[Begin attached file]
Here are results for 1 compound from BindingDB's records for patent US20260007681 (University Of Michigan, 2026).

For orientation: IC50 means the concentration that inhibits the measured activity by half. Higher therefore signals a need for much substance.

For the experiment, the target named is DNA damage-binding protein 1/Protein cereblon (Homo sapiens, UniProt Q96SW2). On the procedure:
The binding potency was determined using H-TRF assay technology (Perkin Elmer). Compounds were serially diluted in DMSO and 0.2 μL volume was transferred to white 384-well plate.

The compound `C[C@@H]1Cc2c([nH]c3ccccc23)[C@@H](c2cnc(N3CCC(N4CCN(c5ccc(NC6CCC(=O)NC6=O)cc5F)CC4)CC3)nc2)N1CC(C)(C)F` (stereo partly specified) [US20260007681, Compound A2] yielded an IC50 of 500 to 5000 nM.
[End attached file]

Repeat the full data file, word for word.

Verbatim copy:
Here are results for 1 compound from BindingDB's records for patent US20260007681 (University Of Michigan, 2026).

For orientation: IC50 means the concentration that inhibits the measured activity by half. Higher therefore signals a need for much substance.

For the experiment, the target named is DNA damage-binding protein 1/Protein cereblon (Homo sapiens, UniProt Q96SW2). On the procedure:
The binding potency was determined using H-TRF assay technology (Perkin Elmer). Compounds were serially diluted in DMSO and 0.2 μL volume was transferred to white 384-well plate.

The compound `C[C@@H]1Cc2c([nH]c3ccccc23)[C@@H](c2cnc(N3CCC(N4CCN(c5ccc(NC6CCC(=O)NC6=O)cc5F)CC4)CC3)nc2)N1CC(C)(C)F` (stereo partly specified) [US20260007681, Compound A2] yielded an IC50 of 500 to 5000 nM.